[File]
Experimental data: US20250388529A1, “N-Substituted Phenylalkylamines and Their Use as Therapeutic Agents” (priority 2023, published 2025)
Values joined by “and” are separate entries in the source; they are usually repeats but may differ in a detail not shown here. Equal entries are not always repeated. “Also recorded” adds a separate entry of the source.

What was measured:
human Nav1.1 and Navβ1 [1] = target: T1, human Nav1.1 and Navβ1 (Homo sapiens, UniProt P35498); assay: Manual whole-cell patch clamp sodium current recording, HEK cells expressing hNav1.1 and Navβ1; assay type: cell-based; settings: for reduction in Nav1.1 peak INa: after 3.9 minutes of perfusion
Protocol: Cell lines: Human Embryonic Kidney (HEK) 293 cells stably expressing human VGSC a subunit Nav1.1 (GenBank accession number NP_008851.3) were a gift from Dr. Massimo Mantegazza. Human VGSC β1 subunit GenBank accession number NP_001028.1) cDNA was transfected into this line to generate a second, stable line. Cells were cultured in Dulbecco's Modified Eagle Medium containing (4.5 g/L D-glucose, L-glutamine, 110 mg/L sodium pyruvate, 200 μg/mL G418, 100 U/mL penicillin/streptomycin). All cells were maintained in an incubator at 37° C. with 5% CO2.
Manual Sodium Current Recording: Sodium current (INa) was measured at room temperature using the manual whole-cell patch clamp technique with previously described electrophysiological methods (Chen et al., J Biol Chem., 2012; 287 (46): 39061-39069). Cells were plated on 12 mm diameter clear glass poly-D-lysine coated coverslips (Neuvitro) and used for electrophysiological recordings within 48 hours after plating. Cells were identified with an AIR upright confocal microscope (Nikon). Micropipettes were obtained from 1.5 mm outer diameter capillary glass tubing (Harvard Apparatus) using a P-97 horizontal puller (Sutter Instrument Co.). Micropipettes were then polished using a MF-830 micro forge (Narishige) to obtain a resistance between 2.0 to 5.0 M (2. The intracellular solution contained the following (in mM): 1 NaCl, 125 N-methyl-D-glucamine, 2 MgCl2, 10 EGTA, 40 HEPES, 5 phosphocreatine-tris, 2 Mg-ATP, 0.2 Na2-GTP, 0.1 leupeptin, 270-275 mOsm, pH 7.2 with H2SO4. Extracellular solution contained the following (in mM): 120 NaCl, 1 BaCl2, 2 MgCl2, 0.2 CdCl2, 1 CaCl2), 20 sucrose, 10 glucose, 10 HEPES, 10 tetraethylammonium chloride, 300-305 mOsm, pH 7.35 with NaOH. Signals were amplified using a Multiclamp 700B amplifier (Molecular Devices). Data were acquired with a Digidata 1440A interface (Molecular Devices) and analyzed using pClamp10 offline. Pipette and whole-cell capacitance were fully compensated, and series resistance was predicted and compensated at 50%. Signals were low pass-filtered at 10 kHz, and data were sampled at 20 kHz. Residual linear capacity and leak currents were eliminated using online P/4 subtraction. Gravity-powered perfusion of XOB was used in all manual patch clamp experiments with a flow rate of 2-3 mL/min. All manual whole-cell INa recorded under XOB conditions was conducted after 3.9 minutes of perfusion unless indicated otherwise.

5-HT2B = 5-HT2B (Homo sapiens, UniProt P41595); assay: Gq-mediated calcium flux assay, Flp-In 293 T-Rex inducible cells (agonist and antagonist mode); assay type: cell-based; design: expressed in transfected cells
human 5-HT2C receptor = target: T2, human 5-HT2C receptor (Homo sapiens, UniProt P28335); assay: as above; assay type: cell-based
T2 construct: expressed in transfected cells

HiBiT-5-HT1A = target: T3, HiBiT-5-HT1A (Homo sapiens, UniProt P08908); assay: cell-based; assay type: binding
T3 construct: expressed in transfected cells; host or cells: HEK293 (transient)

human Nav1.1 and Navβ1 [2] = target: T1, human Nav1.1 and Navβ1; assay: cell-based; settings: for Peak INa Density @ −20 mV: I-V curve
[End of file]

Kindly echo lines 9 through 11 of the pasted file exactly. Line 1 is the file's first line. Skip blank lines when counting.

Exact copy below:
T2 construct: expressed in transfected cells

HiBiT-5-HT1A = target: T3, HiBiT-5-HT1A (Homo sapiens, UniProt P08908); assay: cell-based; assay type: binding
T3 construct: expressed in transfected cells; host or cells: HEK293 (transient)